You sometimes hear the phrase, “One plus one equals three,” and I have been struck by the power of that notion in my work with Helen Keller International through the partnerships we create with local organizations. I recently sat down with Dr. David S. Friedman, HKI’s Senior Ophthalmologist and Eye Health Advisor, to talk about his experiences in public health and his perspective on building partnerships to achieve success.  Dr. Friedman most recently was awarded the prestigious Alcon Research Institute award for his contributions to ophthalmic research.

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Categories Asia-Pacific, Preventing Blindness, Staff Profiles

Meeting My “Daughter” in Niger

An inside look into HKI's trachoma control activities in Niger and Mali.
Ladies

Post by Emily Toubali, HKI’s Program Manager of Neglected Tropical Disease Control. Photos by Emily Toubali and Aryc Mosher.

Amina Nouhou lived for over 20 years with the searing pain of trichiasis, the final stage of the blinding disease of trachoma.  Each time she blinked, the eyelashes of her left eye scraped her cornea.  I cannot even begin to imagine the extreme discomfort she silently endured each day.  She woke up, cleaned her house, and cooked meals for her family, in constant suffering from this excruciating condition.

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Categories Africa, Preventing Blindness

Becoming “Mr. Helen Keller”

Shawn Baker describes being interviewed for "Francophone Africa's CNN" about HKI’s West Africa-wide food fortification initiative.
africable_tv

By Shawn Baker, HKI’s Vice President and Regional Director for Africa.

“Bonjour Monsieur Helen Keller” (“Good morning Mister Helen Keller”) greeted me this week on my morning run on the beach in Dakar. Several text messages and e-mails from friends and colleagues saying they had seen me on television came in later that day. I then realized that Africable was at it again – spreading the word about HKI’s work across French-speaking Africa.

HKI’s relationship with Africable started in 2010. This television station based in Bamako, Mali is positioning itself as the CNN equivalent of Francophone Africa. As part of their celebration of 50 years of independence of many countries in Africa, they organized a regional media tour to celebrate African integration and HKI’s West Africa-wide food fortification initiative was highlighted. Through that partnership, millions of households were informed about the benefits of essential vitamins and minerals being added to cooking oil and wheat flour, through interviews and engaging commercials like this one.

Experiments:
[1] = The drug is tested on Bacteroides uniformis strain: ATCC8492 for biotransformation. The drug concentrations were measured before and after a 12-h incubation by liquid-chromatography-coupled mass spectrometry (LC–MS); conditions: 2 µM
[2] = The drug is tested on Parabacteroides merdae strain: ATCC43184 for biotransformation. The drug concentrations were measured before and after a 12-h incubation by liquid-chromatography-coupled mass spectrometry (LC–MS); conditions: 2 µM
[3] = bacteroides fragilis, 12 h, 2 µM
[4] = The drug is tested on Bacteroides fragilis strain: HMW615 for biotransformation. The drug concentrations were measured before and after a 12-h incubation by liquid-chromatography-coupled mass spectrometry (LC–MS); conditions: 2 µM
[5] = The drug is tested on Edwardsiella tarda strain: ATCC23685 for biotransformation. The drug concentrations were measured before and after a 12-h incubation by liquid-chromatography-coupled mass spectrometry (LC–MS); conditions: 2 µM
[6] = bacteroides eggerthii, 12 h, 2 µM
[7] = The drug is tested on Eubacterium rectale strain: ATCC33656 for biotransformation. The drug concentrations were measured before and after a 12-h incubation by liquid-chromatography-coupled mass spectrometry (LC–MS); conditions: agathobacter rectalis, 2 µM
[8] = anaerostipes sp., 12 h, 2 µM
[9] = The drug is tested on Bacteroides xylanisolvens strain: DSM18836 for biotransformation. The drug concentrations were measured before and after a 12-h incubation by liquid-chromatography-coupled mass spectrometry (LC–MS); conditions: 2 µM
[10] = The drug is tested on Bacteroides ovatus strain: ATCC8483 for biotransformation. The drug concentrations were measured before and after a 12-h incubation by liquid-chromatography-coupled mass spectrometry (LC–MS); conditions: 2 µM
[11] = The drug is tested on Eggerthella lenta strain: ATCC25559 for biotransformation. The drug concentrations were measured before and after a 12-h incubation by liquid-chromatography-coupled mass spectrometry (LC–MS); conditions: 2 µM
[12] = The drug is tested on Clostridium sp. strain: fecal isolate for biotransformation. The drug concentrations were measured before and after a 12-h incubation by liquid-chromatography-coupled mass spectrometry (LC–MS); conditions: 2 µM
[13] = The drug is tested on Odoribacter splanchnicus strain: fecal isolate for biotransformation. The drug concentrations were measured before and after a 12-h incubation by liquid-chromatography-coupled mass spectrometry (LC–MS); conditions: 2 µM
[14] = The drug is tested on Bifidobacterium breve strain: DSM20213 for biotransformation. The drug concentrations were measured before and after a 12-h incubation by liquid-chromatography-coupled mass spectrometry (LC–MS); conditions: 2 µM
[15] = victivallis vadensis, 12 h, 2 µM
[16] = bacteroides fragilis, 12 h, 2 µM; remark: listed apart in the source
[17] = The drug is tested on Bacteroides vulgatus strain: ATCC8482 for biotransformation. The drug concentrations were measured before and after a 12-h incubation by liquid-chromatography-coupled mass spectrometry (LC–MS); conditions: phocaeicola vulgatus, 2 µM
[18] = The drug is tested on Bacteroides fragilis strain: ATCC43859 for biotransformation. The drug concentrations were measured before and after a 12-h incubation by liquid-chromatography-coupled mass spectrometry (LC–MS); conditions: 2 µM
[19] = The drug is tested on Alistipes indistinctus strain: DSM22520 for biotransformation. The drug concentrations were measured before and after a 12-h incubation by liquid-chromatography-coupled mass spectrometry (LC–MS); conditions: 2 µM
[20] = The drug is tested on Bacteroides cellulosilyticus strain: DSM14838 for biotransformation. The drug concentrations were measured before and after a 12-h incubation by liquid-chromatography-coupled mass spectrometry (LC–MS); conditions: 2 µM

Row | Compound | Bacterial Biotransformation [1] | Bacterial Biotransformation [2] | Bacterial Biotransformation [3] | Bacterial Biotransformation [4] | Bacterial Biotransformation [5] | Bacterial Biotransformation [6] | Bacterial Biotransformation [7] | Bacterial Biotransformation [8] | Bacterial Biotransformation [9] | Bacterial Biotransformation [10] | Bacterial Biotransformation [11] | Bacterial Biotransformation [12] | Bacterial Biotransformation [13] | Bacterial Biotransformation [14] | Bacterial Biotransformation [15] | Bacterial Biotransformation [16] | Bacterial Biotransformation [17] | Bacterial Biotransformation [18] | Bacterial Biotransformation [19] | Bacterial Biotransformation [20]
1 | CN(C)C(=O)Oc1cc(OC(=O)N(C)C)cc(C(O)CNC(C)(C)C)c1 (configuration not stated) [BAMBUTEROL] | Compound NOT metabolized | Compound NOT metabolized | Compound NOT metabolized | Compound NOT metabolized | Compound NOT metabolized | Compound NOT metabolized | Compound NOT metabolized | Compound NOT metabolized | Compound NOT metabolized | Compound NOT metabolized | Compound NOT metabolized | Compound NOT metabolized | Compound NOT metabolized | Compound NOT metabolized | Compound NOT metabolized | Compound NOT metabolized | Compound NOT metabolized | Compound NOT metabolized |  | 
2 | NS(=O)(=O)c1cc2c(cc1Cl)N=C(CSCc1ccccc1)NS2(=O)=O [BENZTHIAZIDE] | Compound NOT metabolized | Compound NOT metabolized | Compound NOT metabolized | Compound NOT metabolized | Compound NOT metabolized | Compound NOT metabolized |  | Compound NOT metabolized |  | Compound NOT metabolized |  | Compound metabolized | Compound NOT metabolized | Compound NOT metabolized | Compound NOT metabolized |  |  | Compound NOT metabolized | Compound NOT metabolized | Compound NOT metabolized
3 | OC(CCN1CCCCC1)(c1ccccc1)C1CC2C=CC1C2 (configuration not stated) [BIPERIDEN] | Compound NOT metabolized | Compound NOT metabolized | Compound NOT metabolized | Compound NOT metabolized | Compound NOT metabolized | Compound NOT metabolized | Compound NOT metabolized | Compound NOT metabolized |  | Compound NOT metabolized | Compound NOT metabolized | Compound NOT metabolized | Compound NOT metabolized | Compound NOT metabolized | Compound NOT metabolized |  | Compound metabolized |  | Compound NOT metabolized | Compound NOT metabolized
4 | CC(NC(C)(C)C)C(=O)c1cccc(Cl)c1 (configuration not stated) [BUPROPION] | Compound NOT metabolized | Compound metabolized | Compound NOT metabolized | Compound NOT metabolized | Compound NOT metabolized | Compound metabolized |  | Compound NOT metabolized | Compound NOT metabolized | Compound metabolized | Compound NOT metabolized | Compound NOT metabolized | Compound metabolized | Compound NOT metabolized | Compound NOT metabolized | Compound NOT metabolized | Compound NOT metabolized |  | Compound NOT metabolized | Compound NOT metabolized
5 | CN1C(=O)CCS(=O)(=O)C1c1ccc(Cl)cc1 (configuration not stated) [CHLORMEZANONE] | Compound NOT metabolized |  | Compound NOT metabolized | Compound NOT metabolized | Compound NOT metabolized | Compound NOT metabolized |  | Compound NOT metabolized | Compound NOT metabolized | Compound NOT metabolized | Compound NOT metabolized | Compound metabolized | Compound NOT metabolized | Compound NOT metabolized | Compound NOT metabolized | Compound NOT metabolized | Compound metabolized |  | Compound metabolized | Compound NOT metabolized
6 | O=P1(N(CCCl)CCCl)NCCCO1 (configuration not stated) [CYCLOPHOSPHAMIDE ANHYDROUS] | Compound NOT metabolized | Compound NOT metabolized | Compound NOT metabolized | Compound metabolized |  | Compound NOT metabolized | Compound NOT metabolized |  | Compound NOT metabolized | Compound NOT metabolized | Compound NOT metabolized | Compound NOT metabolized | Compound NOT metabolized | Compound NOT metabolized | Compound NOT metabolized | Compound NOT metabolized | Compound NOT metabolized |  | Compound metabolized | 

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Categories Africa, Reducing Malnutrition

Why Breast Is Best

In honor of Breastfeeding Awareness Month, HKI's Jennifer Nielsen talks about her work promoting exclusive breastfeeding.
Diffa Mother Breastfeeding

This post was written by Jennifer Nielsen.

My job as HKI’s Senior Program Manager for Nutrition and Health is, in some ways, not unlike that of advertising executive. I sell a product. In my case, the product is not fancy shoes or designer jeans, but healthy nutrition practices. Getting people to change their behaviors, even when it will improve their health, is not always easy (think of all the anti-smoking campaigns you have seen and how many people still smoke).

One of HKI’s key nutrition goals is to persuade mothers to feed their infants nothing but breast milk for the first 6 months of life, or as we like to say in the trade, to “exclusively breastfeed.” There are often cultural beliefs and traditions that prevent mothers from adopting this healthy practice, and it is my job to overcome these barriers and convince new moms that breast is truly best.

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Categories Reducing Malnutrition